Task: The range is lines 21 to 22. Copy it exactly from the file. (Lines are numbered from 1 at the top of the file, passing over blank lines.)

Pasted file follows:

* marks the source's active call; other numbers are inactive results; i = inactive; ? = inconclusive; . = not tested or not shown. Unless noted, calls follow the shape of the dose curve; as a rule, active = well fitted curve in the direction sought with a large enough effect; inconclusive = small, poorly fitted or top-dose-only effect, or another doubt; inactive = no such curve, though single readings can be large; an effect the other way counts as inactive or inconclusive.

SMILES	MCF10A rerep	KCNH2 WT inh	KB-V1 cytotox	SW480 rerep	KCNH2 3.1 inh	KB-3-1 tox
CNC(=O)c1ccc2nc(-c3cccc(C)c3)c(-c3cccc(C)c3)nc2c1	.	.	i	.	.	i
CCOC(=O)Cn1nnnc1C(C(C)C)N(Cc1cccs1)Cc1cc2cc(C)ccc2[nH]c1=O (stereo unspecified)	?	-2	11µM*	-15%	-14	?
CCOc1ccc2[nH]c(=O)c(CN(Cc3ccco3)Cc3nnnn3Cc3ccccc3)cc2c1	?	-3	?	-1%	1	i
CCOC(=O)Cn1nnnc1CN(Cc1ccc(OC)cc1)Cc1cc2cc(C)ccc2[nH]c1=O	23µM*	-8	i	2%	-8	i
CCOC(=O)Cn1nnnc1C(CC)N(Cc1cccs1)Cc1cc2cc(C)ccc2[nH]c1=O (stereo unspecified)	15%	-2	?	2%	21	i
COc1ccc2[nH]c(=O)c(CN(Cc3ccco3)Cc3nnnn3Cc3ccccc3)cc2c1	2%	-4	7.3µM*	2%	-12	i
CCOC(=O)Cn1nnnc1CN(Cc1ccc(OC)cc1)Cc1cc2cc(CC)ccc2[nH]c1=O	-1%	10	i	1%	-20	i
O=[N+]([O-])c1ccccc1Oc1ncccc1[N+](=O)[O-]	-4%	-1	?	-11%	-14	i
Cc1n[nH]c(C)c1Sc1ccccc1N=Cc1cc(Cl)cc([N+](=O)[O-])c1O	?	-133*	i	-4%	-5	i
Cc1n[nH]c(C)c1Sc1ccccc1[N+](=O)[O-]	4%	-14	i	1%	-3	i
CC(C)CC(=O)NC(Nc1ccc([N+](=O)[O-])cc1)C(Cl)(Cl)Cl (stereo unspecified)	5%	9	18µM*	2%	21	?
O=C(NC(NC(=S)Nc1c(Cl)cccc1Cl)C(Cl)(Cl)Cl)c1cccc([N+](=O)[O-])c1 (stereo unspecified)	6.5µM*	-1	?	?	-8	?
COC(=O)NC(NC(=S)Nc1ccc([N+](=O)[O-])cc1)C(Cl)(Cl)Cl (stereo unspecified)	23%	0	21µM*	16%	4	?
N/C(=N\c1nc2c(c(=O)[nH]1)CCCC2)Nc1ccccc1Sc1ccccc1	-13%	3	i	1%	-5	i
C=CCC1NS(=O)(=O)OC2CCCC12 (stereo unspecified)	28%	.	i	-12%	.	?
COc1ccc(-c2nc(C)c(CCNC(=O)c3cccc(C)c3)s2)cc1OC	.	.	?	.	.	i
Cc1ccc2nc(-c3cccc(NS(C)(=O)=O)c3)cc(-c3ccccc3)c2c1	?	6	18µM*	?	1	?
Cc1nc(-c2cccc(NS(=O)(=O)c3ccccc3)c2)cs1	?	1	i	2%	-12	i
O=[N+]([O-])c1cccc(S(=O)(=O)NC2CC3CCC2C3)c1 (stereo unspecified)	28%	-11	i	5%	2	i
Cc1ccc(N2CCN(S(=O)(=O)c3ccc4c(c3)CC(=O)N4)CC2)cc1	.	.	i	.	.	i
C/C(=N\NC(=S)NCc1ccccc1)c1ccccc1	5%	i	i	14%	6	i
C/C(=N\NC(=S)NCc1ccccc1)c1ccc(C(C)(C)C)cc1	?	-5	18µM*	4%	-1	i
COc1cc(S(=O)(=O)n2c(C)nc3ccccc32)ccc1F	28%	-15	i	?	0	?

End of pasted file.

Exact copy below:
O=[N+]([O-])c1cccc(S(=O)(=O)NC2CC3CCC2C3)c1 (stereo unspecified)	28%	-11	i	5%	2	i
Cc1ccc(N2CCN(S(=O)(=O)c3ccc4c(c3)CC(=O)N4)CC2)cc1	.	.	i	.	.	i